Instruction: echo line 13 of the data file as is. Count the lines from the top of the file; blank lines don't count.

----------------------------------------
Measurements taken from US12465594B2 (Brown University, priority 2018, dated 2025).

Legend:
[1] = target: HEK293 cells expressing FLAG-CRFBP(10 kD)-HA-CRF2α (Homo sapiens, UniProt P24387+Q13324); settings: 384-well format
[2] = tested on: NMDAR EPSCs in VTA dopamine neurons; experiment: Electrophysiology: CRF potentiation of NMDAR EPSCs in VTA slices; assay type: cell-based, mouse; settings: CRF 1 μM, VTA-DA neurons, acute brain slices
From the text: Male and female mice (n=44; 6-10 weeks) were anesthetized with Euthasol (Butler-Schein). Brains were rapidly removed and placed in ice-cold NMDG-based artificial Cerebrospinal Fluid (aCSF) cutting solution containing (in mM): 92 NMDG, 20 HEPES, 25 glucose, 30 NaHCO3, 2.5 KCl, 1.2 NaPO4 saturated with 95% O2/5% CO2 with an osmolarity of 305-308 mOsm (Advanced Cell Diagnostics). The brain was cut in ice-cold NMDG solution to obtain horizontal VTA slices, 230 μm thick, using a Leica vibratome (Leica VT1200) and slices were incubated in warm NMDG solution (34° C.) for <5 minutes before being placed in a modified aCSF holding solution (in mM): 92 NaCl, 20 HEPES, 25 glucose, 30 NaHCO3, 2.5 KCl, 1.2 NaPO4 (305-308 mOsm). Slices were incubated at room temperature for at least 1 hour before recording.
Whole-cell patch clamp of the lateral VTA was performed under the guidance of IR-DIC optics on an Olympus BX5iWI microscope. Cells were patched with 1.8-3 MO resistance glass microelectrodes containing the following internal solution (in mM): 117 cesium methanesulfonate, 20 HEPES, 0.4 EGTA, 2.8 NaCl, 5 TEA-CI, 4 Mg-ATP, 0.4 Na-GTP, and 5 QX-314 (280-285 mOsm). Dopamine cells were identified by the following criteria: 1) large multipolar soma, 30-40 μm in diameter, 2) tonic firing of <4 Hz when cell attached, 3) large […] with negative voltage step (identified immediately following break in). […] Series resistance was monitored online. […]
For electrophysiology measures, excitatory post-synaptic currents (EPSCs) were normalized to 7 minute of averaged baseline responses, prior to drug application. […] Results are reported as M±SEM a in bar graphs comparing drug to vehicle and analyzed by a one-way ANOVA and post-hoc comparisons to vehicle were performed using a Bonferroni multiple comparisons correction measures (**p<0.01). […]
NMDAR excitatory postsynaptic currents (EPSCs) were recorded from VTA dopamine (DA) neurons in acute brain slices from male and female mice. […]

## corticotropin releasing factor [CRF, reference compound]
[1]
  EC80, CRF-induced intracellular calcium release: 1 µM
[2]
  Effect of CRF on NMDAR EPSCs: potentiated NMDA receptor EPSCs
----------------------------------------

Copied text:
  Effect of CRF on NMDAR EPSCs: potentiated NMDA receptor EPSCs